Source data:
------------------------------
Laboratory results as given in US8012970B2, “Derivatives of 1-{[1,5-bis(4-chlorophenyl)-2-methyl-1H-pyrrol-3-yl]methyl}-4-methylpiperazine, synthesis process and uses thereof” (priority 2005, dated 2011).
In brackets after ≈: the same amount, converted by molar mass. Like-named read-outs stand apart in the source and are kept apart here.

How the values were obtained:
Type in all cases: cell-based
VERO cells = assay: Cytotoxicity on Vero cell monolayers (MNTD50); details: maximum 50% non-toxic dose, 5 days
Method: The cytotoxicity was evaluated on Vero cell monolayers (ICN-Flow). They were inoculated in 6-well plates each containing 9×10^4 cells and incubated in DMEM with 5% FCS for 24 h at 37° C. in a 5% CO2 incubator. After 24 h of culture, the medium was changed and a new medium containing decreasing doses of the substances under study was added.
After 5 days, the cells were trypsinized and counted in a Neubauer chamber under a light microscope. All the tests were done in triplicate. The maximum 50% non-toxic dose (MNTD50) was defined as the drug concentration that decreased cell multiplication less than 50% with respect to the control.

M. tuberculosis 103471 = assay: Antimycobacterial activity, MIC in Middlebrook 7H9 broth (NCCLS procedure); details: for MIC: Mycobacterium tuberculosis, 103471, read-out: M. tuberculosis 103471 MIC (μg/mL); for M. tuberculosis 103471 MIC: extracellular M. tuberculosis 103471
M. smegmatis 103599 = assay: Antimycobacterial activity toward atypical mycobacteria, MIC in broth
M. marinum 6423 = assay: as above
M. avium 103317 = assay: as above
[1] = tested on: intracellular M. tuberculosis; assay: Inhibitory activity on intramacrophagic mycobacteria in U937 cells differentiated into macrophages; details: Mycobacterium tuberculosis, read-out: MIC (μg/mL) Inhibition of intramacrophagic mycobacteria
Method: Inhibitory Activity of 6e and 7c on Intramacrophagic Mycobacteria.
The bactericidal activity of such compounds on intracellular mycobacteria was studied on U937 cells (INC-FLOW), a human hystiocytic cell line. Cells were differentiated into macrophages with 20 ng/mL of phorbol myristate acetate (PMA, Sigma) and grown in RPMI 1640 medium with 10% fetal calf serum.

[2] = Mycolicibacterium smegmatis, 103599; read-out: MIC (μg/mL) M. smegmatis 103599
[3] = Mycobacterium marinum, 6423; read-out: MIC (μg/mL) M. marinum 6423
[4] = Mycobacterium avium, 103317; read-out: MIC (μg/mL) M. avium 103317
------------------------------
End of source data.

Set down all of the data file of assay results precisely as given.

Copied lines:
Laboratory results as given in US8012970B2, “Derivatives of 1-{[1,5-bis(4-chlorophenyl)-2-methyl-1H-pyrrol-3-yl]methyl}-4-methylpiperazine, synthesis process and uses thereof” (priority 2005, dated 2011).
In brackets after ≈: the same amount, converted by molar mass. Like-named read-outs stand apart in the source and are kept apart here.

How the values were obtained:
Type in all cases: cell-based
VERO cells = assay: Cytotoxicity on Vero cell monolayers (MNTD50); details: maximum 50% non-toxic dose, 5 days
Method: The cytotoxicity was evaluated on Vero cell monolayers (ICN-Flow). They were inoculated in 6-well plates each containing 9×10^4 cells and incubated in DMEM with 5% FCS for 24 h at 37° C. in a 5% CO2 incubator. After 24 h of culture, the medium was changed and a new medium containing decreasing doses of the substances under study was added.
After 5 days, the cells were trypsinized and counted in a Neubauer chamber under a light microscope. All the tests were done in triplicate. The maximum 50% non-toxic dose (MNTD50) was defined as the drug concentration that decreased cell multiplication less than 50% with respect to the control.

M. tuberculosis 103471 = assay: Antimycobacterial activity, MIC in Middlebrook 7H9 broth (NCCLS procedure); details: for MIC: Mycobacterium tuberculosis, 103471, read-out: M. tuberculosis 103471 MIC (μg/mL); for M. tuberculosis 103471 MIC: extracellular M. tuberculosis 103471
M. smegmatis 103599 = assay: Antimycobacterial activity toward atypical mycobacteria, MIC in broth
M. marinum 6423 = assay: as above
M. avium 103317 = assay: as above
[1] = tested on: intracellular M. tuberculosis; assay: Inhibitory activity on intramacrophagic mycobacteria in U937 cells differentiated into macrophages; details: Mycobacterium tuberculosis, read-out: MIC (μg/mL) Inhibition of intramacrophagic mycobacteria
Method: Inhibitory Activity of 6e and 7c on Intramacrophagic Mycobacteria.
The bactericidal activity of such compounds on intracellular mycobacteria was studied on U937 cells (INC-FLOW), a human hystiocytic cell line. Cells were differentiated into macrophages with 20 ng/mL of phorbol myristate acetate (PMA, Sigma) and grown in RPMI 1640 medium with 10% fetal calf serum.

[2] = Mycolicibacterium smegmatis, 103599; read-out: MIC (μg/mL) M. smegmatis 103599
[3] = Mycobacterium marinum, 6423; read-out: MIC (μg/mL) M. marinum 6423
[4] = Mycobacterium avium, 103317; read-out: MIC (μg/mL) M. avium 103317